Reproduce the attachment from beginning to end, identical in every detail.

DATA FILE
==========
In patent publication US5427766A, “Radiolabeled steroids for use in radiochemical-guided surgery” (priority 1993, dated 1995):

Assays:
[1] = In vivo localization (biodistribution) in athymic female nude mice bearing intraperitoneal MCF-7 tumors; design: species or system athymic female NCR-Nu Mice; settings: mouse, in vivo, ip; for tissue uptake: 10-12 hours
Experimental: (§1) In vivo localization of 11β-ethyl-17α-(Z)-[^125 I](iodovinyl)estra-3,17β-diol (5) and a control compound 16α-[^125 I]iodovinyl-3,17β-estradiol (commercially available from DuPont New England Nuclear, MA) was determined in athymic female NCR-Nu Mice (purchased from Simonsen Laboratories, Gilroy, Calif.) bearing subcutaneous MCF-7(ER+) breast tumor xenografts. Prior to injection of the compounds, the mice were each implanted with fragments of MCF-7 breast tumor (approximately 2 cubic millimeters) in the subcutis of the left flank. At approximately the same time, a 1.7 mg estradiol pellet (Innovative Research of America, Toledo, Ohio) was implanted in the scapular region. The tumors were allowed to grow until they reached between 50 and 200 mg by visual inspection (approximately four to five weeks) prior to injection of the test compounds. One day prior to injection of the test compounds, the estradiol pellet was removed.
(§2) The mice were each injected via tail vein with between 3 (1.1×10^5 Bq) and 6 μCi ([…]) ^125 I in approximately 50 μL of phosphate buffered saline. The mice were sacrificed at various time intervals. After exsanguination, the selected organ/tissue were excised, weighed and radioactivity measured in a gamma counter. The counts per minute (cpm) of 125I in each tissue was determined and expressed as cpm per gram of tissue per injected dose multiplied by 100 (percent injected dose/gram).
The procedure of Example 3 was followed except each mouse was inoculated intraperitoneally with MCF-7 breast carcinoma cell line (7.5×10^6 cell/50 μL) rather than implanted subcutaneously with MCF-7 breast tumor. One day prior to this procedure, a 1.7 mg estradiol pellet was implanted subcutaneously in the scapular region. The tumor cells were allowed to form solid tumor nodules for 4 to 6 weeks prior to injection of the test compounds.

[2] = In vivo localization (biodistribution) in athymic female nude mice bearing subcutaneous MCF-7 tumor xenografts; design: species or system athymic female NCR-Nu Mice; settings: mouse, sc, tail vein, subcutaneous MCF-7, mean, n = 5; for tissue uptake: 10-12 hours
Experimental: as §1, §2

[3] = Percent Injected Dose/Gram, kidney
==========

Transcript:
In patent publication US5427766A, “Radiolabeled steroids for use in radiochemical-guided surgery” (priority 1993, dated 1995):

Assays:
[1] = In vivo localization (biodistribution) in athymic female nude mice bearing intraperitoneal MCF-7 tumors; design: species or system athymic female NCR-Nu Mice; settings: mouse, in vivo, ip; for tissue uptake: 10-12 hours
Experimental: (§1) In vivo localization of 11β-ethyl-17α-(Z)-[^125 I](iodovinyl)estra-3,17β-diol (5) and a control compound 16α-[^125 I]iodovinyl-3,17β-estradiol (commercially available from DuPont New England Nuclear, MA) was determined in athymic female NCR-Nu Mice (purchased from Simonsen Laboratories, Gilroy, Calif.) bearing subcutaneous MCF-7(ER+) breast tumor xenografts. Prior to injection of the compounds, the mice were each implanted with fragments of MCF-7 breast tumor (approximately 2 cubic millimeters) in the subcutis of the left flank. At approximately the same time, a 1.7 mg estradiol pellet (Innovative Research of America, Toledo, Ohio) was implanted in the scapular region. The tumors were allowed to grow until they reached between 50 and 200 mg by visual inspection (approximately four to five weeks) prior to injection of the test compounds. One day prior to injection of the test compounds, the estradiol pellet was removed.
(§2) The mice were each injected via tail vein with between 3 (1.1×10^5 Bq) and 6 μCi ([…]) ^125 I in approximately 50 μL of phosphate buffered saline. The mice were sacrificed at various time intervals. After exsanguination, the selected organ/tissue were excised, weighed and radioactivity measured in a gamma counter. The counts per minute (cpm) of 125I in each tissue was determined and expressed as cpm per gram of tissue per injected dose multiplied by 100 (percent injected dose/gram).
The procedure of Example 3 was followed except each mouse was inoculated intraperitoneally with MCF-7 breast carcinoma cell line (7.5×10^6 cell/50 μL) rather than implanted subcutaneously with MCF-7 breast tumor. One day prior to this procedure, a 1.7 mg estradiol pellet was implanted subcutaneously in the scapular region. The tumor cells were allowed to form solid tumor nodules for 4 to 6 weeks prior to injection of the test compounds.

[2] = In vivo localization (biodistribution) in athymic female nude mice bearing subcutaneous MCF-7 tumor xenografts; design: species or system athymic female NCR-Nu Mice; settings: mouse, sc, tail vein, subcutaneous MCF-7, mean, n = 5; for tissue uptake: 10-12 hours
Experimental: as §1, §2

[3] = Percent Injected Dose/Gram, kidney